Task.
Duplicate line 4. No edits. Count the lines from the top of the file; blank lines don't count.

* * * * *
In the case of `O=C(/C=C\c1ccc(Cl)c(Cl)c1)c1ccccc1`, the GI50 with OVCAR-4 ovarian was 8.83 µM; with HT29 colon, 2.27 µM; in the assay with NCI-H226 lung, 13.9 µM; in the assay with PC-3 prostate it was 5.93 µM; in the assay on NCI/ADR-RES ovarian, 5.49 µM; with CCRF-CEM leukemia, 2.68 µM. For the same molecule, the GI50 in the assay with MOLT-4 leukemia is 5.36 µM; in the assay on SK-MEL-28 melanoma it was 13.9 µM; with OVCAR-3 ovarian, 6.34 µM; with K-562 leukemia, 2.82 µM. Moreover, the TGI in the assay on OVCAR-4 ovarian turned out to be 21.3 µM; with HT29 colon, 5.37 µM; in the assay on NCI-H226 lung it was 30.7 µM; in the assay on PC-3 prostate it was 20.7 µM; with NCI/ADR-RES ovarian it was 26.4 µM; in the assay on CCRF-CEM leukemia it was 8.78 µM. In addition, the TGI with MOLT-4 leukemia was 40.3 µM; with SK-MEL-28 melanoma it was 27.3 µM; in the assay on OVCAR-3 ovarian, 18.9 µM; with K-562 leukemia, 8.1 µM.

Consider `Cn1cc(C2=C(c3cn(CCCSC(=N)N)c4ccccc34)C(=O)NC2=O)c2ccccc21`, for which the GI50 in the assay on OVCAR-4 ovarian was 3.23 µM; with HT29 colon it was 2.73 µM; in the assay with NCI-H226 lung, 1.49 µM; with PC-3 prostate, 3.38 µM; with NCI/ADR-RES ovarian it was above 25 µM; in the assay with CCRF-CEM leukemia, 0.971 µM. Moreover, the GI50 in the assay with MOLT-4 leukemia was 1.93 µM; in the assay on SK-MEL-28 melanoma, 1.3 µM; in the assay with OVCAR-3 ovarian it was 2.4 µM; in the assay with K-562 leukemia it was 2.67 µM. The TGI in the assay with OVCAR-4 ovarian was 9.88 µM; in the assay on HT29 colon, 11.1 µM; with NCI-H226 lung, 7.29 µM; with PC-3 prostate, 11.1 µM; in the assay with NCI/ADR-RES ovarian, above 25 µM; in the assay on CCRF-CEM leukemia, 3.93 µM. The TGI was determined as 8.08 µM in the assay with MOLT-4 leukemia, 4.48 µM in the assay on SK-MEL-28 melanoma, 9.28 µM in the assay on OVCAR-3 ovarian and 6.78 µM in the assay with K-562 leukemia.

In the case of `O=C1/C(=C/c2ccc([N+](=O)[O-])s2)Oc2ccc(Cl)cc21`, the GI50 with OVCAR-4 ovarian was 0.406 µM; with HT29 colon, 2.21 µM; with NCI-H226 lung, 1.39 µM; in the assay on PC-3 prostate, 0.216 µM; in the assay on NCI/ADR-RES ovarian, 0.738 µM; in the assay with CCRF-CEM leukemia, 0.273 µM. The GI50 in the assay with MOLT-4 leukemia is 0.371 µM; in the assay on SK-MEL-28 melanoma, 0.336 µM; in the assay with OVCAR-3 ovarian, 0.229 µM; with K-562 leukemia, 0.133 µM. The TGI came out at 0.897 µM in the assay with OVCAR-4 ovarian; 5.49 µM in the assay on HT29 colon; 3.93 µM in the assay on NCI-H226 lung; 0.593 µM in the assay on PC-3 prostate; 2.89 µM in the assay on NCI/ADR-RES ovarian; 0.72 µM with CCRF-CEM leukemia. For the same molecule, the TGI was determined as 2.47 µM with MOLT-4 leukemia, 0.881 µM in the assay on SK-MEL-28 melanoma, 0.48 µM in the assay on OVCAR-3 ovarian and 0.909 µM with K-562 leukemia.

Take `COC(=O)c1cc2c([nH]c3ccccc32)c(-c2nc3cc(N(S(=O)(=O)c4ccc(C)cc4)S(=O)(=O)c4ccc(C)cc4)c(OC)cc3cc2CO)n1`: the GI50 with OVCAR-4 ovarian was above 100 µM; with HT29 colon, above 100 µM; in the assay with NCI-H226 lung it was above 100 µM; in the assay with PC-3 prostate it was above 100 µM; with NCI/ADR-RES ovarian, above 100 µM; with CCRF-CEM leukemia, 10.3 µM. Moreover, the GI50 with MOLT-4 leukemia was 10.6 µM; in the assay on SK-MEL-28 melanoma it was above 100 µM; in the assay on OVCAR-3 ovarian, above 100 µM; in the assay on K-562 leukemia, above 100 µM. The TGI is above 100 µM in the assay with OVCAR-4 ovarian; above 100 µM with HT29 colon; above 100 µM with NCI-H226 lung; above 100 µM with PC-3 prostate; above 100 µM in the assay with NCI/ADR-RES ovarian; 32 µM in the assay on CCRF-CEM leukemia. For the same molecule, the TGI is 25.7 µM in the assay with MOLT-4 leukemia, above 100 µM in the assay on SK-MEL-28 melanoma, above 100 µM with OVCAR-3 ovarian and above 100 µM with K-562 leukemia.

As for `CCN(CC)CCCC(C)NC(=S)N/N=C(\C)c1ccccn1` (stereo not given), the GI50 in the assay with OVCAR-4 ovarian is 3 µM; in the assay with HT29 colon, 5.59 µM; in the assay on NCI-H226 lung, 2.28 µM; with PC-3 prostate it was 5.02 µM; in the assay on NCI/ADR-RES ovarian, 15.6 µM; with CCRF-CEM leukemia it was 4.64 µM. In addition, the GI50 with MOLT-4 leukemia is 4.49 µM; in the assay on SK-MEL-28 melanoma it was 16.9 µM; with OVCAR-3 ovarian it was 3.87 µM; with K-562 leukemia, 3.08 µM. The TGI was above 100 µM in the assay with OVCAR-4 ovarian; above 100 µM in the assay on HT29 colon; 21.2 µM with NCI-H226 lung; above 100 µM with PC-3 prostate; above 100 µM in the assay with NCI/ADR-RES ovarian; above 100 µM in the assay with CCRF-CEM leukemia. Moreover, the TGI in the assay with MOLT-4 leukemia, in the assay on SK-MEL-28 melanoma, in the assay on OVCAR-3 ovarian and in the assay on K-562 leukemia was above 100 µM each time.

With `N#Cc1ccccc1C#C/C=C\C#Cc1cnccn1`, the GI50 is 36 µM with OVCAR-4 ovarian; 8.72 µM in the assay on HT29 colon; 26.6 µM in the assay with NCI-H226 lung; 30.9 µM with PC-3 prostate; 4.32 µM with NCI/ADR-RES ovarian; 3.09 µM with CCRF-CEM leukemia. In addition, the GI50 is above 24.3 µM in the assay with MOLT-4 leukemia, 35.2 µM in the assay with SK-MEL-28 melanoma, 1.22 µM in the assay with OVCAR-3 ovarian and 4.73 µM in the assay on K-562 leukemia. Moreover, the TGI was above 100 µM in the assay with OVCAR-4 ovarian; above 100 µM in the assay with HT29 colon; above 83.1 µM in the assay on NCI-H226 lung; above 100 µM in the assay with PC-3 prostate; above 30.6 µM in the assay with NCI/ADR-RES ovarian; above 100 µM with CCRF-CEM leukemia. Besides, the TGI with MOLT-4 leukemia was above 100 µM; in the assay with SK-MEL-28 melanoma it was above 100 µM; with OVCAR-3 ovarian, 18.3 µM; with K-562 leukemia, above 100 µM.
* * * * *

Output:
Take `COC(=O)c1cc2c([nH]c3ccccc32)c(-c2nc3cc(N(S(=O)(=O)c4ccc(C)cc4)S(=O)(=O)c4ccc(C)cc4)c(OC)cc3cc2CO)n1`: the GI50 with OVCAR-4 ovarian was above 100 µM; with HT29 colon, above 100 µM; in the assay with NCI-H226 lung it was above 100 µM; in the assay with PC-3 prostate it was above 100 µM; with NCI/ADR-RES ovarian, above 100 µM; with CCRF-CEM leukemia, 10.3 µM. Moreover, the GI50 with MOLT-4 leukemia was 10.6 µM; in the assay on SK-MEL-28 melanoma it was above 100 µM; in the assay on OVCAR-3 ovarian, above 100 µM; in the assay on K-562 leukemia, above 100 µM. The TGI is above 100 µM in the assay with OVCAR-4 ovarian; above 100 µM with HT29 colon; above 100 µM with NCI-H226 lung; above 100 µM with PC-3 prostate; above 100 µM in the assay with NCI/ADR-RES ovarian; 32 µM in the assay on CCRF-CEM leukemia. For the same molecule, the TGI is 25.7 µM in the assay with MOLT-4 leukemia, above 100 µM in the assay on SK-MEL-28 melanoma, above 100 µM with OVCAR-3 ovarian and above 100 µM with K-562 leukemia.